The appeal and reach of Chichester
Chichester is a cathedral city in the Sussex countryside, near the South Coast, reached by train from London in a little less than two hours. The Chichester Festival Theatre is not strictly speaking a London theatre, but such is its impact as well as its charm, that it has become one of the primary summer addresses for London theatregoers and theatre makers.
The theatre was founded over fifty years ago by Laurence Olivier as a regional home for the National Theatre that he had just established. This year, there is a new artistic director and executive director at the helm: Daniel Evans (the Tony-nominated star of the Menier Chocolate Factory production of Sunday in the Park with George that transferred to Studio 54), and Rachel Tackley, respectively.
They’ve got a tough act to follow, as the previous double act of Jonathan Church and Alan Finch ran a highly successful theatre that regularly transferred shows to London, from Church’s own production of Singin’ in the Rain to Jonathan Kent’s productions of Sweeney Todd (with Michael Ball and Imelda Staunton), Gypsy, with Staunton again, and now rumored to be Broadway-bound, and a trilogy of early Chekhov plays that were presented under the umbrella title Young Chekhov which transferred to the National Theatre last year.
Successors Evans and Tackley have lined up an exciting opening season, that includes the U.K stage debut of Tony and Oscar-winning star Marcia Gay Harden in Tennessee Williams’ Sweet Bird of Youth, Sir Ian McKellen revisiting the role of King Lear in a brand-new studio staging, and new productions of the Broadway musicals Fiddler on the Roof (with U.K television and stage comic Omid Djalili as Tevye) and Caroline, or Change (with Olivier-winning National Theatre regular Sharon D Clarke starring). There are also new plays by celebrated Irish novelist and playwright Edna O’Brien, James Graham (whose credits include the book for the musical Finding Neverland and the play Privacy that transferred from the Donmar Warehouse to the Public), and Deborah Bruce.
Farewell to another London institution
New York still has the Drama Bookshop on West 40th Street, offering the theatre community a valuable drop-in and browsing center for the latest theatrical books, and for the last 187 years, London has had the Samuel French bookstore, located on a quiet street in the upscale London area of Fitzrovia, near Tottenham Court Road.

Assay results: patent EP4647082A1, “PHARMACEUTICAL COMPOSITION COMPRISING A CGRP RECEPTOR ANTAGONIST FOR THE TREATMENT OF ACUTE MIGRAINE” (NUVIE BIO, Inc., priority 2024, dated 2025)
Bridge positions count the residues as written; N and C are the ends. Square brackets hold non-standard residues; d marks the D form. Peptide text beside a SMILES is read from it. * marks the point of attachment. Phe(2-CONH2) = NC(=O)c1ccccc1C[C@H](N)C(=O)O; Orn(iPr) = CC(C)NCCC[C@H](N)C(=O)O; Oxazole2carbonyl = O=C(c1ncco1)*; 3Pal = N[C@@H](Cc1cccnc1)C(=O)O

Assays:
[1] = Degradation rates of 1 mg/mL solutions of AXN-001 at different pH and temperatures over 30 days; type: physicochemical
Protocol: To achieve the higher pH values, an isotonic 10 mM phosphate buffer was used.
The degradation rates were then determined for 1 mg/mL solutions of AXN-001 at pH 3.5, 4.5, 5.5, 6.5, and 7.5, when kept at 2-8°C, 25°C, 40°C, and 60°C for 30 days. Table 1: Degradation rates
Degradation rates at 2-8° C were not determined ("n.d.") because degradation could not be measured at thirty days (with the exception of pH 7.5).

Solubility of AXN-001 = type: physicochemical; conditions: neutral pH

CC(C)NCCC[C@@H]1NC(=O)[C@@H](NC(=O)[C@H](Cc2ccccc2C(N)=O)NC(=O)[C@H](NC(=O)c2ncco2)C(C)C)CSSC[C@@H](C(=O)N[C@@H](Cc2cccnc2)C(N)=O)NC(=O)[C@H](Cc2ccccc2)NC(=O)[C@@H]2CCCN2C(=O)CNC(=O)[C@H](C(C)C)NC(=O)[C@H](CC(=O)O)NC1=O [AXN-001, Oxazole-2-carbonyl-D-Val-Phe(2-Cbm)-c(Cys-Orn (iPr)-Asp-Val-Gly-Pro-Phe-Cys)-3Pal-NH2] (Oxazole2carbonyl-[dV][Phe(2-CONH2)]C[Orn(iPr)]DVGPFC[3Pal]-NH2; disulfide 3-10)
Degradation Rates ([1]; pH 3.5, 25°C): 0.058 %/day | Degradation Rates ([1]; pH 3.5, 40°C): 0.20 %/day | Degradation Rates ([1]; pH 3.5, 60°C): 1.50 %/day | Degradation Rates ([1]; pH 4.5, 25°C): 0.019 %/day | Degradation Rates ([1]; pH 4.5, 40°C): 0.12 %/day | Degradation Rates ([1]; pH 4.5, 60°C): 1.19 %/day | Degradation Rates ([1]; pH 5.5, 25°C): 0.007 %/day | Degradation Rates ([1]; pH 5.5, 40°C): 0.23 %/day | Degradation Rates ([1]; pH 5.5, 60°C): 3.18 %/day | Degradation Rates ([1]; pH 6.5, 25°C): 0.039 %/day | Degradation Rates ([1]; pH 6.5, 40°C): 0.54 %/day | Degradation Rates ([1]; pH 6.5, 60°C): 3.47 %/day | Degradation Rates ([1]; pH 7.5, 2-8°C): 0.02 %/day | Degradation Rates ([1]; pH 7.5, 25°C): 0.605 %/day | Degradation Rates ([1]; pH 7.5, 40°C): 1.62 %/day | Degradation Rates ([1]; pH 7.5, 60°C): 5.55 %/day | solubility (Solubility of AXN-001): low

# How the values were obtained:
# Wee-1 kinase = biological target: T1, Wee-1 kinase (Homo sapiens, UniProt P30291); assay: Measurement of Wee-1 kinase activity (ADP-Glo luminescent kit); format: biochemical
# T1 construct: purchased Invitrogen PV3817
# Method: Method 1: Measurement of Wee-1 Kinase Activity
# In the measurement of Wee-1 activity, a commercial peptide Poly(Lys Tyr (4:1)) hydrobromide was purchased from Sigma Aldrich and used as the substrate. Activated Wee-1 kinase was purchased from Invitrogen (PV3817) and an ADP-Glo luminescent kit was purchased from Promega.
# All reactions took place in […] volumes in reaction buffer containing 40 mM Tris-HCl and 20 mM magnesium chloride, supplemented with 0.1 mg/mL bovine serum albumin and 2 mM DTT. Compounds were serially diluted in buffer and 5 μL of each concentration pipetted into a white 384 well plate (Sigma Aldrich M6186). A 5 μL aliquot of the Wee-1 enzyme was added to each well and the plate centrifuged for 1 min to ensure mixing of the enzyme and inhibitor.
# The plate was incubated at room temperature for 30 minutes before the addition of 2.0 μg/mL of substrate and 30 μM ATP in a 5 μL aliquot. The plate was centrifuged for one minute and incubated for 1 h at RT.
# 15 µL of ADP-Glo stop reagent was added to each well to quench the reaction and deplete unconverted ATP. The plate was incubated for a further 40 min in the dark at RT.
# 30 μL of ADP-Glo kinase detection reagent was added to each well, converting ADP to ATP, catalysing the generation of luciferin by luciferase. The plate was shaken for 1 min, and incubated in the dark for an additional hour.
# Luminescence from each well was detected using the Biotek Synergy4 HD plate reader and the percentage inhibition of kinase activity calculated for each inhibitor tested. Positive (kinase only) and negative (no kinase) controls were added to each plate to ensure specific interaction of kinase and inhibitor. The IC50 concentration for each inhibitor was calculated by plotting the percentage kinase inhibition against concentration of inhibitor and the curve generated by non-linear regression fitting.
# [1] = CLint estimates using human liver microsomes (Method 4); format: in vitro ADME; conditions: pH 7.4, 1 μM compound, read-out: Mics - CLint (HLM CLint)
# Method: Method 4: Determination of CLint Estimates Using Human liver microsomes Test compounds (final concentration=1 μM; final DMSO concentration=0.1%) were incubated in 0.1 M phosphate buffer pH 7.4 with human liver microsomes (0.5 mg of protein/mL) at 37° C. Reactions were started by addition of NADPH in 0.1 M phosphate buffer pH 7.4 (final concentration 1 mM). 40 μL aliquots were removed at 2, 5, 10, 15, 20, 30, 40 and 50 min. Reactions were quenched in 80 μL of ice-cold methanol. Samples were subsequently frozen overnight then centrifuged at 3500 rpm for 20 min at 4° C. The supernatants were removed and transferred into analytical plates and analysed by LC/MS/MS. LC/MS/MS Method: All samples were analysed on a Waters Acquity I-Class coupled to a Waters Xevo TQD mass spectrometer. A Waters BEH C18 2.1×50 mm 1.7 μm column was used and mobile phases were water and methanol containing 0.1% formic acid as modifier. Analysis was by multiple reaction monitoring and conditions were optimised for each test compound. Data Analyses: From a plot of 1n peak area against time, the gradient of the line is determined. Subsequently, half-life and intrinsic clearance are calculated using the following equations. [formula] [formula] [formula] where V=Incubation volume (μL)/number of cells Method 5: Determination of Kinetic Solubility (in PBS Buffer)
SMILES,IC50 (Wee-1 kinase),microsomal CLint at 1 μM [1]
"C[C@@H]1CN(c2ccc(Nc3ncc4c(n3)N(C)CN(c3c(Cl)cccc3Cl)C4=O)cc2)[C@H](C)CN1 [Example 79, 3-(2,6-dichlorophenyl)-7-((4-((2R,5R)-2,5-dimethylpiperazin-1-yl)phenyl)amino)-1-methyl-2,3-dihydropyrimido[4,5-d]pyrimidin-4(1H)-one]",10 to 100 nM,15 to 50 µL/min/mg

The store, which has been in its present premises since 1983, is to shut, and the company will continue selling online only. In an interview with U.K. trade paper The Stage, managing director Douglas Schatz attributed the bookshop closure to an “unsustainable rental increase,” stating that these had increased by about 200-300% over the last five years.
The main destination for browsing for theatre books in London will now be the National Theatre, whose recently revamped foyer space has seen a substantial increase in its bookshop’s business.
Production and casting news
Miranda Hart—a big U.K television star for her partly autobiographical comedy series— is to play Miss Hannigan in a West End transfer of a recent touring production of the classic 1970s Broadway musical Annie. The show will begin performances May 23 at the Piccadilly Theatre. In a press statement, Hart called it “a dream role,“ before stating, “I never thought it would be a reality. But here we are and I have a newly found musical theatre-esque spring in my step!”
The previously announced new production of Peter Shaffer’s Lettice and Lovage, that Trevor Nunn will direct at the Menier Chocolate Factory, is set to star stage veterans Felicity Kendal and Maureen Lipman. Performances will begin May 4.
Veteran stage and screen actor Edward Fox, now 80, is bringing his latest solo show Sand in the Sandwiches—that celebrates the life and work of former poet laureate John Betjeman—to the West End’s Theatre Royal Haymarket from May 30 to June 3 only, as part of a national tour.
West End stars, including Samantha Barks (Eponine in the film version of Les Misérables, who has also played the role on the West End), Tim Howar, Oliver Tompsett, and Hannah Waddingham are to star in a concert of musical theatre songs called The Sound of Musicals that will play concert halls in Birmingham, Manchester and London from May 11-13.
For further news…
Stay tuned to Playbill.com and follow me on Twitter @shentonstage, for rolling news updates as they happen.